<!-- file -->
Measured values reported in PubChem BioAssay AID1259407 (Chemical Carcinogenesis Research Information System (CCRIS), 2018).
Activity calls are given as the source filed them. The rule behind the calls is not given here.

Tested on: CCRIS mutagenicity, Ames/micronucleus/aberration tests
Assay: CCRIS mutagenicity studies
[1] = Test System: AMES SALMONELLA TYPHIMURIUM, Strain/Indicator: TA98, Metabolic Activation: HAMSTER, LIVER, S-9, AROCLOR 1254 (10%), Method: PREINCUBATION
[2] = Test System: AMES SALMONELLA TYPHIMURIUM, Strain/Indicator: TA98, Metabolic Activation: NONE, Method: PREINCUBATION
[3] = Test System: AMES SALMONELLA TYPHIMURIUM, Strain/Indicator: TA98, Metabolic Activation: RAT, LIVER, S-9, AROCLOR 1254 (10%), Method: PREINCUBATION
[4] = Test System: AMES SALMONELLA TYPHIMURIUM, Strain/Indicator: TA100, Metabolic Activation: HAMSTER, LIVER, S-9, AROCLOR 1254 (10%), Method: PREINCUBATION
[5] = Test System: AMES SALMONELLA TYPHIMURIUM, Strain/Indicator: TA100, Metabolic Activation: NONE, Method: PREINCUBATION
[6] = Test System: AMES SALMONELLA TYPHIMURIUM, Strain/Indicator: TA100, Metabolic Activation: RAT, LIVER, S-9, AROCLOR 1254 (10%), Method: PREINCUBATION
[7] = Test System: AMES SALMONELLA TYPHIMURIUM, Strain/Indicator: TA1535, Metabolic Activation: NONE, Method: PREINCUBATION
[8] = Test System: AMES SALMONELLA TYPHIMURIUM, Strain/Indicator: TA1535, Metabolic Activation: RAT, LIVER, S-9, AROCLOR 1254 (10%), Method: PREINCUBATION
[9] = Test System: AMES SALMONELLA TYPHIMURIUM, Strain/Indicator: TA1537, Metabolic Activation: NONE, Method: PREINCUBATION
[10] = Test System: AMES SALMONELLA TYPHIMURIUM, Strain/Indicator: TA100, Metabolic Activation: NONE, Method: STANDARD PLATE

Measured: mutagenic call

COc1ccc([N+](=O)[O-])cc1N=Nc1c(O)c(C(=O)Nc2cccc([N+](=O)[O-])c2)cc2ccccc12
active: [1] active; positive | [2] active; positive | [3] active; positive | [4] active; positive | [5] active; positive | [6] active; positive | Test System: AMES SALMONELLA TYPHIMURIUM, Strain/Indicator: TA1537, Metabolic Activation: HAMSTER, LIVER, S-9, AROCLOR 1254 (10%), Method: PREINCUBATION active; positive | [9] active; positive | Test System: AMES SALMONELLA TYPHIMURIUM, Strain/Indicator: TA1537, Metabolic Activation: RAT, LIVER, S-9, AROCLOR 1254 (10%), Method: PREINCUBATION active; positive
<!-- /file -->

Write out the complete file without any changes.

Measured values reported in PubChem BioAssay AID1259407 (Chemical Carcinogenesis Research Information System (CCRIS), 2018).
Activity calls are given as the source filed them. The rule behind the calls is not given here.

Tested on: CCRIS mutagenicity, Ames/micronucleus/aberration tests
Assay: CCRIS mutagenicity studies
[1] = Test System: AMES SALMONELLA TYPHIMURIUM, Strain/Indicator: TA98, Metabolic Activation: HAMSTER, LIVER, S-9, AROCLOR 1254 (10%), Method: PREINCUBATION
[2] = Test System: AMES SALMONELLA TYPHIMURIUM, Strain/Indicator: TA98, Metabolic Activation: NONE, Method: PREINCUBATION
[3] = Test System: AMES SALMONELLA TYPHIMURIUM, Strain/Indicator: TA98, Metabolic Activation: RAT, LIVER, S-9, AROCLOR 1254 (10%), Method: PREINCUBATION
[4] = Test System: AMES SALMONELLA TYPHIMURIUM, Strain/Indicator: TA100, Metabolic Activation: HAMSTER, LIVER, S-9, AROCLOR 1254 (10%), Method: PREINCUBATION
[5] = Test System: AMES SALMONELLA TYPHIMURIUM, Strain/Indicator: TA100, Metabolic Activation: NONE, Method: PREINCUBATION
[6] = Test System: AMES SALMONELLA TYPHIMURIUM, Strain/Indicator: TA100, Metabolic Activation: RAT, LIVER, S-9, AROCLOR 1254 (10%), Method: PREINCUBATION
[7] = Test System: AMES SALMONELLA TYPHIMURIUM, Strain/Indicator: TA1535, Metabolic Activation: NONE, Method: PREINCUBATION
[8] = Test System: AMES SALMONELLA TYPHIMURIUM, Strain/Indicator: TA1535, Metabolic Activation: RAT, LIVER, S-9, AROCLOR 1254 (10%), Method: PREINCUBATION
[9] = Test System: AMES SALMONELLA TYPHIMURIUM, Strain/Indicator: TA1537, Metabolic Activation: NONE, Method: PREINCUBATION
[10] = Test System: AMES SALMONELLA TYPHIMURIUM, Strain/Indicator: TA100, Metabolic Activation: NONE, Method: STANDARD PLATE

Measured: mutagenic call

COc1ccc([N+](=O)[O-])cc1N=Nc1c(O)c(C(=O)Nc2cccc([N+](=O)[O-])c2)cc2ccccc12
active: [1] active; positive | [2] active; positive | [3] active; positive | [4] active; positive | [5] active; positive | [6] active; positive | Test System: AMES SALMONELLA TYPHIMURIUM, Strain/Indicator: TA1537, Metabolic Activation: HAMSTER, LIVER, S-9, AROCLOR 1254 (10%), Method: PREINCUBATION active; positive | [9] active; positive | Test System: AMES SALMONELLA TYPHIMURIUM, Strain/Indicator: TA1537, Metabolic Activation: RAT, LIVER, S-9, AROCLOR 1254 (10%), Method: PREINCUBATION active; positive